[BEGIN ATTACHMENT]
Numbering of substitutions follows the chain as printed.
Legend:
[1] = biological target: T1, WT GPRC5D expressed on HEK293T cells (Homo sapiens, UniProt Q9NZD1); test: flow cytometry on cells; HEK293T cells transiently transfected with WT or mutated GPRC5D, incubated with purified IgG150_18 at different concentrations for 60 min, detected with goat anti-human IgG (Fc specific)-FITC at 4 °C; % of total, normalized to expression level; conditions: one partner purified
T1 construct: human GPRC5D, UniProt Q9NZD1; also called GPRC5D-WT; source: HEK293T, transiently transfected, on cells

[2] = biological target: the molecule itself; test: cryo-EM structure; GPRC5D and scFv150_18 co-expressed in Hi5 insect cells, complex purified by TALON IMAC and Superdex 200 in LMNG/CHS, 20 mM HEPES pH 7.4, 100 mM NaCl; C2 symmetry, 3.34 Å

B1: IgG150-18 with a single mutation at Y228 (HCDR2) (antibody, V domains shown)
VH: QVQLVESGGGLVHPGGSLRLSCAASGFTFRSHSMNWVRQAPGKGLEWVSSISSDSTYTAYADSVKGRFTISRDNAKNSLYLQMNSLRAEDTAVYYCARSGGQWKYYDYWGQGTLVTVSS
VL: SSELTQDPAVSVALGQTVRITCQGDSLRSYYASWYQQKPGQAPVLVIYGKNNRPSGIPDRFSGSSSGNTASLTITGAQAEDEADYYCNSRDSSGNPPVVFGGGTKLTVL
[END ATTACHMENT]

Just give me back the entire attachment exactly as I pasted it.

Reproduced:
Numbering of substitutions follows the chain as printed.
Legend:
[1] = biological target: T1, WT GPRC5D expressed on HEK293T cells (Homo sapiens, UniProt Q9NZD1); test: flow cytometry on cells; HEK293T cells transiently transfected with WT or mutated GPRC5D, incubated with purified IgG150_18 at different concentrations for 60 min, detected with goat anti-human IgG (Fc specific)-FITC at 4 °C; % of total, normalized to expression level; conditions: one partner purified
T1 construct: human GPRC5D, UniProt Q9NZD1; also called GPRC5D-WT; source: HEK293T, transiently transfected, on cells

[2] = biological target: the molecule itself; test: cryo-EM structure; GPRC5D and scFv150_18 co-expressed in Hi5 insect cells, complex purified by TALON IMAC and Superdex 200 in LMNG/CHS, 20 mM HEPES pH 7.4, 100 mM NaCl; C2 symmetry, 3.34 Å

B1: IgG150-18 with a single mutation at Y228 (HCDR2) (antibody, V domains shown)
VH: QVQLVESGGGLVHPGGSLRLSCAASGFTFRSHSMNWVRQAPGKGLEWVSSISSDSTYTAYADSVKGRFTISRDNAKNSLYLQMNSLRAEDTAVYYCARSGGQWKYYDYWGQGTLVTVSS
VL: SSELTQDPAVSVALGQTVRITCQGDSLRSYYASWYQQKPGQAPVLVIYGKNNRPSGIPDRFSGSSSGNTASLTITGAQAEDEADYYCNSRDSSGNPPVVFGGGTKLTVL